EVERYDAY CHEAPSKATE: 11 Simple Strategies for Smart Living
TOY BUCKET: Use a large plastic bucket to store children’s plastic toys. Drill several drainage holes in the bottom of the bucket, and you can wash the toys in the bathtub or outdoors with the hose when the kids are finished playing.
EXTRA CASH: If you get paid every two weeks, you have probably settled into living on that same amount each month. And you know that twice a year you receive a third paycheck in a month. Since you live within your means on two paychecks, the other 10 months, plan to use these two “extra paychecks” to boost your savings account, fund your holiday shopping or get a jump on a college fund.
FREE HELP: Many credit unions offer counseling to members, and it’s absolutely free and not reported to the credit bureaus. Check that out before considering other types of credit counseling if you are a member of a credit union.
MEASURE N’ SAVE: You may be using too much detergent when you do the laundry. Read the box to determine the amount of detergent recommended. You might find that the manufacturer’s plastic cup holds almost twice the recommended amount. When the cup is filled, the box will hardly wash half the number of loads indicated in the directions. Instead, replace the cup included in the box with your own 1/3 cup dry measuring cup. Now you’ll get twice as many loads per box of detergent as before.
THIS FOR THAT: Have a craving for yogurt? Don’t sweat it. Cottage cheese blended until smooth makes an excellent cup-for-cup substitute for plain yogurt.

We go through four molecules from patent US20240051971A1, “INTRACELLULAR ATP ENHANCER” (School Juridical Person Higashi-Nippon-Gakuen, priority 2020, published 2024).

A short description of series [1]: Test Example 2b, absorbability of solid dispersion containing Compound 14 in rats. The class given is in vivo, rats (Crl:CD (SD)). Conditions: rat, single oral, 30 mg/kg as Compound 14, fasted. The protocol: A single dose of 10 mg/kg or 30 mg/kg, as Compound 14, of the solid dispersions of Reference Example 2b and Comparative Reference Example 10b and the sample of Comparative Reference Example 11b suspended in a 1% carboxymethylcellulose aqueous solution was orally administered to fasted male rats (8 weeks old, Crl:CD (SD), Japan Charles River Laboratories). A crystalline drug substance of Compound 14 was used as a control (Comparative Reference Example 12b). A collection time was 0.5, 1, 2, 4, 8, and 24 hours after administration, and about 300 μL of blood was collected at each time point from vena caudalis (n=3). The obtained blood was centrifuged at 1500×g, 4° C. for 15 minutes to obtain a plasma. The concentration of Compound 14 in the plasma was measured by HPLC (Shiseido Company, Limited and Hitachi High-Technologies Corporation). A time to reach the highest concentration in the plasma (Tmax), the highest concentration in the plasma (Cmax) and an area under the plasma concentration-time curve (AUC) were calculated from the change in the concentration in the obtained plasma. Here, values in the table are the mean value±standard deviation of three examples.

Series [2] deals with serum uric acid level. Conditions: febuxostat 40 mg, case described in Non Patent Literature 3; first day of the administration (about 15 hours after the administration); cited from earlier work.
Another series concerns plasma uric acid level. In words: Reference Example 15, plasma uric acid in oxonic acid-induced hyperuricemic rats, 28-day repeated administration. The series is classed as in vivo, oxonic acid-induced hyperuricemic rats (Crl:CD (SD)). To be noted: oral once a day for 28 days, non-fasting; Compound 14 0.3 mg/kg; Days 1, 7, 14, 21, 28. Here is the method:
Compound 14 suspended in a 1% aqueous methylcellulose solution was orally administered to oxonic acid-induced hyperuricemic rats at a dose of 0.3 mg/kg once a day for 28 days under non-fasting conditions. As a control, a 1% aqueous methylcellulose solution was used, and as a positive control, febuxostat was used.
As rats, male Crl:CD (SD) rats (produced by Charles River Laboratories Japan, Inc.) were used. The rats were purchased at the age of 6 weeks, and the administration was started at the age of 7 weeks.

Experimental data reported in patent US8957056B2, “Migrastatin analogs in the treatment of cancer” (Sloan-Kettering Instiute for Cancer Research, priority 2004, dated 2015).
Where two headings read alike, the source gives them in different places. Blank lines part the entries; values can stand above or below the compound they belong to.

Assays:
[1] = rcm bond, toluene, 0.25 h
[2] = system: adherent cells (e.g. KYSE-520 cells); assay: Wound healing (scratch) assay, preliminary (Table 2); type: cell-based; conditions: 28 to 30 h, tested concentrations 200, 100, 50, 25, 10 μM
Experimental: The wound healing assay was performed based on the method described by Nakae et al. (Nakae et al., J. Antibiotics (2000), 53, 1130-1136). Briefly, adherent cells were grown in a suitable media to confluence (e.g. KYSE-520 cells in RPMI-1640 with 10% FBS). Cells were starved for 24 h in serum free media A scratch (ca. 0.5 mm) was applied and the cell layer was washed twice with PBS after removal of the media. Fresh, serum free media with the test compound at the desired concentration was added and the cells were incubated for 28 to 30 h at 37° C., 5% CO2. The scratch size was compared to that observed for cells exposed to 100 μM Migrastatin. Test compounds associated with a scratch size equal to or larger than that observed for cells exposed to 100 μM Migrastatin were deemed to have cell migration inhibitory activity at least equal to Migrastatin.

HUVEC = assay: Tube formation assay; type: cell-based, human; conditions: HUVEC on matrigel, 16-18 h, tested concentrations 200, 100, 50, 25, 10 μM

ARMY TRICK: After polishing and buffing white tennis shoes, use an old Army trick and spray them lightly with shellac. They keep a nice, polished look for a while and wipe clean easily.
CLEANING CREAM: Who says shaving cream is just for our bodies? You can use shaving cream to remove hairspray from walls, woodwork and mirrors in your bathroom. It works great and leaves no nasty fumes or smells.
50-CENT SOLUTION: To clean your silver without harsh commercial chemical products, use the miracle powder in your pantry: baking soda. Make a thick paste of baking soda and water and massage in gently with an old, ragged, soft toothbrush. Wash in warm soapy water, rinse and dry well. Warning: You may never go back to $10 cleaners once you try the 50-cent solution.
DISPOSAL FRESHENER: Instead of throwing citrus peels into the trash, throw them into your disposal. The oils from the peels do a great job of cleaning and refreshing the disposal.
TOOL CADDY: Use a terra-cotta flowerpot to hold all your kitchen-cleaning tools under the sink. The terra cotta absorbs moisture, and that will help to keep your tools dry and rust-free.
Reprinted with permission from the more-than-500-tips book, “Everyday Cheapskate’s Greatest Tips,” by Mary Hunt, $12.95.